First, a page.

"The arc of the second season, in part at least, will be one of rehabilitation and healing," says Hall, who speaks slowly and deliberately. Playing back the tape later, it was like listening to Dexter's deadpan narration that punctuates the show. "Dexter will come to experience himself in ways that could be described as more human, but an inherent sociopathy will remain. Otherwise, well, it would be nice to know that he lived happily ever after, but no one would want to watch it."
There is no doubt that people are watching and appreciating Dexter. The show has been picked up all over the world. The opening season was nominated for an Emmy in 2006 and Hall was nominated for a Golden Globe (as he was for Six Feet Under). Did the success come as a surprise? "I suppose I was somewhat surprised at the breadth of the show's appeal," he says. "Some of it is quite realistic but there are fantastical elements and I always believed that walking that line would be the key to its success."
One of those fantastical elements is the way in which Dexter incapacitates his victims, with a syringe to the neck. "Technically it's a horse tranquiliser," chuckles Hall. "There's an example of the show's comic-book fantasy – we are asked to accept that as soon as someone is jabbed they are incapacitated for a while and then wake up and become fully aware."
Having butchered his way through Miami's lowlife in season one, the second series finds Dexter having lost his mojo. He can no longer dispatch his victims – he can't, as Dexter puts it, "close the deal". "It's the first hiccup he's ever experienced," says Hall, who equates Dexter's killings with a sublimated erotic urge. Unable to connect emotionally, he doesn't have sex with his girlfriend Rita. But all that is set to change as Dexter, in Hall's words, "experiences a sexual awakening".
Hall famously doesn't talk about his private life. The persistent rumour is that he's dating his Dexter co-star Jennifer Carpenter, who plays his sister Debra, but Hall resents any intrusion on such matters. "I'm not compelled to cultivate that sort of interest," he says. "I try not to pay too much attention to it. It's not like it curtails the sort of life I lead. I don't frequent the sort of spots that are frequented by the sort of people who are courting that kind of attention."
He's not living it up behind the VIP ropes at the Viper Room, in other words. And although Los Angeles is now home, Hall's early career was in New York, firstly off-Broadway and in various New York Shakespeare Festival productions, before being cast as the flamboyant MC in Sam Mendes's revival of Cabaret. "Everything I opened up for Cabaret," Hall has famously been quoted as saying, "I slammed shut for David [Fisher, his gay Republican undertaker in Six Feet Under]."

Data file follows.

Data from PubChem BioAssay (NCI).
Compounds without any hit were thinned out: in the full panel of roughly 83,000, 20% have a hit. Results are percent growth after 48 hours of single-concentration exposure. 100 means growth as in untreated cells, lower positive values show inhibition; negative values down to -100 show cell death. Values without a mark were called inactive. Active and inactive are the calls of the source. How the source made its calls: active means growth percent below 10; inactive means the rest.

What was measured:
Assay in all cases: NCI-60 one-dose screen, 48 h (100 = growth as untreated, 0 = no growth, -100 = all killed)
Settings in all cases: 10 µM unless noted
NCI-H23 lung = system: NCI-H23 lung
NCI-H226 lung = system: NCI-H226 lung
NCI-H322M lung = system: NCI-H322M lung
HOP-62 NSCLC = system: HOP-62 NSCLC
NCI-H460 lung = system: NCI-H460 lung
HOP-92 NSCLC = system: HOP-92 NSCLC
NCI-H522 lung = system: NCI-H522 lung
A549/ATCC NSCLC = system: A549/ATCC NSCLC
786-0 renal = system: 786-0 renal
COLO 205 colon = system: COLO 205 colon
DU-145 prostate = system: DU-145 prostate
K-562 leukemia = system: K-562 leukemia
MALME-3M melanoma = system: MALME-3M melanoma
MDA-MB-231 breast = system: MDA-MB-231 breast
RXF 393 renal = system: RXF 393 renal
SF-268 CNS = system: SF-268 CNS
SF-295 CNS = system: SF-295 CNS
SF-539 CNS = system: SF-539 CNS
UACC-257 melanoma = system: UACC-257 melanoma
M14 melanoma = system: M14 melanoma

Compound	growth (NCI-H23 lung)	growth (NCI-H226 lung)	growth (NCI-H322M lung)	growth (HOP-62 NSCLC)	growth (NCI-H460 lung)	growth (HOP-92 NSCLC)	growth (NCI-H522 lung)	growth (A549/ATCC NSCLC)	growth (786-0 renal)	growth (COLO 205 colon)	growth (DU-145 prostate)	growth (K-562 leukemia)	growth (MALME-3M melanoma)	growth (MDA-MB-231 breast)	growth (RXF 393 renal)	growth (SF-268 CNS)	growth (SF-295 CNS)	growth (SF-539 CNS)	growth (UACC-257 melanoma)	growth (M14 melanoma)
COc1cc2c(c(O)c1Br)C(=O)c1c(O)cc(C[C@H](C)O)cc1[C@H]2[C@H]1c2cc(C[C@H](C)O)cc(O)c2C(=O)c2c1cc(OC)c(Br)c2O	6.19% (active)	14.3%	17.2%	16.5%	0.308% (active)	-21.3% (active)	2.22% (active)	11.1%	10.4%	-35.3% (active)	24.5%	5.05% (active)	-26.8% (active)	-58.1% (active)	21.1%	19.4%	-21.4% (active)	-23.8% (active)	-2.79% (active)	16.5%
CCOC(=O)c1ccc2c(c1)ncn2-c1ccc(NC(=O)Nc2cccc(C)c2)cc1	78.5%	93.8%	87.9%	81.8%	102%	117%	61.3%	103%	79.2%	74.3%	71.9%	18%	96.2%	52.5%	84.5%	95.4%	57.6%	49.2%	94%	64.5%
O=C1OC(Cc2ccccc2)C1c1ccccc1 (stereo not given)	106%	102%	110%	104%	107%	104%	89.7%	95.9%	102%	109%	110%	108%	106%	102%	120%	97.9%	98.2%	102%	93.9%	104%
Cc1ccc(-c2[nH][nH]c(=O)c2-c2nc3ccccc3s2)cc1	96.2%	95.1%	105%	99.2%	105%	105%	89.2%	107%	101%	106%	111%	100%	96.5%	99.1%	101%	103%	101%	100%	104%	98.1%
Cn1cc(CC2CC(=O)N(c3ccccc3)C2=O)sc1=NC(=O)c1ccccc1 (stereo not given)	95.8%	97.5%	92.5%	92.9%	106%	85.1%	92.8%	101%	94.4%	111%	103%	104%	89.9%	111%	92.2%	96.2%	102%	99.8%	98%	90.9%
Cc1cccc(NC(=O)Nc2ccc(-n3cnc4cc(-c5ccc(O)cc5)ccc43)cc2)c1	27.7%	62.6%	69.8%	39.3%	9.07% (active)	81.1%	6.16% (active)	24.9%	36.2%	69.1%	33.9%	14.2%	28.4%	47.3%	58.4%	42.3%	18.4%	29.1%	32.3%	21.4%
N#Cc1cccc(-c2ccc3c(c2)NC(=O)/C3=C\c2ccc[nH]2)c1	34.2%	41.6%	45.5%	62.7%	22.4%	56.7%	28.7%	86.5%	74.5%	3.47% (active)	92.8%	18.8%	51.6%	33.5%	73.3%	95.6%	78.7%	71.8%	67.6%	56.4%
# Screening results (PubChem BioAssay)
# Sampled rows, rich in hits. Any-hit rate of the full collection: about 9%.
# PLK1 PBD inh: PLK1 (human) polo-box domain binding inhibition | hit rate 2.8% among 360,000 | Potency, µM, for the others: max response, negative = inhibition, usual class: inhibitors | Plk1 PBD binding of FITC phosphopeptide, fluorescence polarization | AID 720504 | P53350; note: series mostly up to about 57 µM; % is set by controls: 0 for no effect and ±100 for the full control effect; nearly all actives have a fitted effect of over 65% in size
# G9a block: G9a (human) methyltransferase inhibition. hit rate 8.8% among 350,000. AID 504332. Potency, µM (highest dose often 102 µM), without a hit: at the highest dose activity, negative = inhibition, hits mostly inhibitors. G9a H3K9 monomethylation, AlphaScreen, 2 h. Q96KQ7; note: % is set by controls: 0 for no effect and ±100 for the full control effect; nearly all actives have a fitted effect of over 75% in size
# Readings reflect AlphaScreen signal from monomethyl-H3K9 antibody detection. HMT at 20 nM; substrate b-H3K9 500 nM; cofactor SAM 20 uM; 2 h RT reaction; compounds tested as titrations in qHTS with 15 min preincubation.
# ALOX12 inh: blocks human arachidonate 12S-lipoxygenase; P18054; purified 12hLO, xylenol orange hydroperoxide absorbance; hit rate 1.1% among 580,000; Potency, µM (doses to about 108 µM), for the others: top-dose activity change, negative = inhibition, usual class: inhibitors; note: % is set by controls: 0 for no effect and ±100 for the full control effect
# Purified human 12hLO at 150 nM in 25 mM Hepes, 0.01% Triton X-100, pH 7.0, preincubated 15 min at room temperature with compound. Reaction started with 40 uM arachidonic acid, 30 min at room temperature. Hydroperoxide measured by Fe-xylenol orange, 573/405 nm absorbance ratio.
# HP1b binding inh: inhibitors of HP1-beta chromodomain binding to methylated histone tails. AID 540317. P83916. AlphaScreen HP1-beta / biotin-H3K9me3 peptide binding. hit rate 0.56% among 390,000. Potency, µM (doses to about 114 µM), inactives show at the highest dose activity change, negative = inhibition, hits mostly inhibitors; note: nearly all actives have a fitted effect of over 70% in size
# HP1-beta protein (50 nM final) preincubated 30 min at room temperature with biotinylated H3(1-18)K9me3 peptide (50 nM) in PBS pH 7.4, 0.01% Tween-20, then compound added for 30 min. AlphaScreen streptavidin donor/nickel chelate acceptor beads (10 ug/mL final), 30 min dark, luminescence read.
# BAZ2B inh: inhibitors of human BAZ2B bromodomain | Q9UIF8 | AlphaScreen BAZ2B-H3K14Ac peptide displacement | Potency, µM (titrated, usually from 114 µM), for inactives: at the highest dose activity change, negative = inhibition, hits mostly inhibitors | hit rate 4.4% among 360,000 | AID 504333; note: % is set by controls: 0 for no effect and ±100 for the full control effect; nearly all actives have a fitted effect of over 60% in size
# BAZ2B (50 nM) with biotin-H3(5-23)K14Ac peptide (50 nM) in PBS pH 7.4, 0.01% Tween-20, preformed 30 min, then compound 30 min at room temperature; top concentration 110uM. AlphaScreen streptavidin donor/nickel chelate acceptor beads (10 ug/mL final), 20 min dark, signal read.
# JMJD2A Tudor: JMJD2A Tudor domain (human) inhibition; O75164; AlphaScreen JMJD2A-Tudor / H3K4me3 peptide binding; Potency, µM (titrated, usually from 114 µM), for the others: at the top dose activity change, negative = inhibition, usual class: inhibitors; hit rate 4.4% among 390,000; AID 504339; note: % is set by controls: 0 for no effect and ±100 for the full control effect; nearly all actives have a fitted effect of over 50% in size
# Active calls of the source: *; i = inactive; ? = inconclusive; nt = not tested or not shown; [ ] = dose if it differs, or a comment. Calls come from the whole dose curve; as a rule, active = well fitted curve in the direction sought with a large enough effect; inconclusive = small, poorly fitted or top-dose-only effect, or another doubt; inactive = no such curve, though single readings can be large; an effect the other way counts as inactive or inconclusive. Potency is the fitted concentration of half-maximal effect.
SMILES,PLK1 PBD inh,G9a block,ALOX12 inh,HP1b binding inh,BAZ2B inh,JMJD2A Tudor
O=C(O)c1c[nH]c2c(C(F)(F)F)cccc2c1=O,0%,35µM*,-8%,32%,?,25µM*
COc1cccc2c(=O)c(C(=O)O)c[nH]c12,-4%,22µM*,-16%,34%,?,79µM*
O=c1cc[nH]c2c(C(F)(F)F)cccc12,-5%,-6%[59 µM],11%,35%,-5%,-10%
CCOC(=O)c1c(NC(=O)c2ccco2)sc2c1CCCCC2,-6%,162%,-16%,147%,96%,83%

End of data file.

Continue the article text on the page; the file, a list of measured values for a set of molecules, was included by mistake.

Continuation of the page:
David Fisher and Dexter Morgan – two peachy if potentially risky roles. Showtime has recently green-lit two new series of Dexter that, along with five years of Six Feet Under, adds up to what Hall calls his "TV decade". It's a considerable investment in the dark side. "I suppose if presented with the prospect of an open-ended commitment to a character that might take me through years of material, I prefer to play one who has layers of complexity."
How does an actor play someone pretending to have emotions? "It's a mind-bender," says Hall. "I guess I'm an actor playing an actor. It frees you from a preoccupation with 'oh, was that real, did that feel authentic, because Dexter's not preoccupied with that – it's all a simulation."
Hall then confirms a story I read, that to get into character when he first started playing Dexter, he would stalk strangers pretending that they had committed some monstrous crime. "Hey, but we're talking about 45 minutes to an hour – it wasn't a long, drawn-out stalking; it was a good way to focus my mind on the guy."
Has he ever been stalked? Hasn't a show like Dexter inspired the scarier sort of fan? "None who has contacted me directly," he says with a tiny chuckle that might have emanated from Dexter himself. You can see why the crazies might have kept their distance.
'Dexter' is on ITVI on Thursday 8 January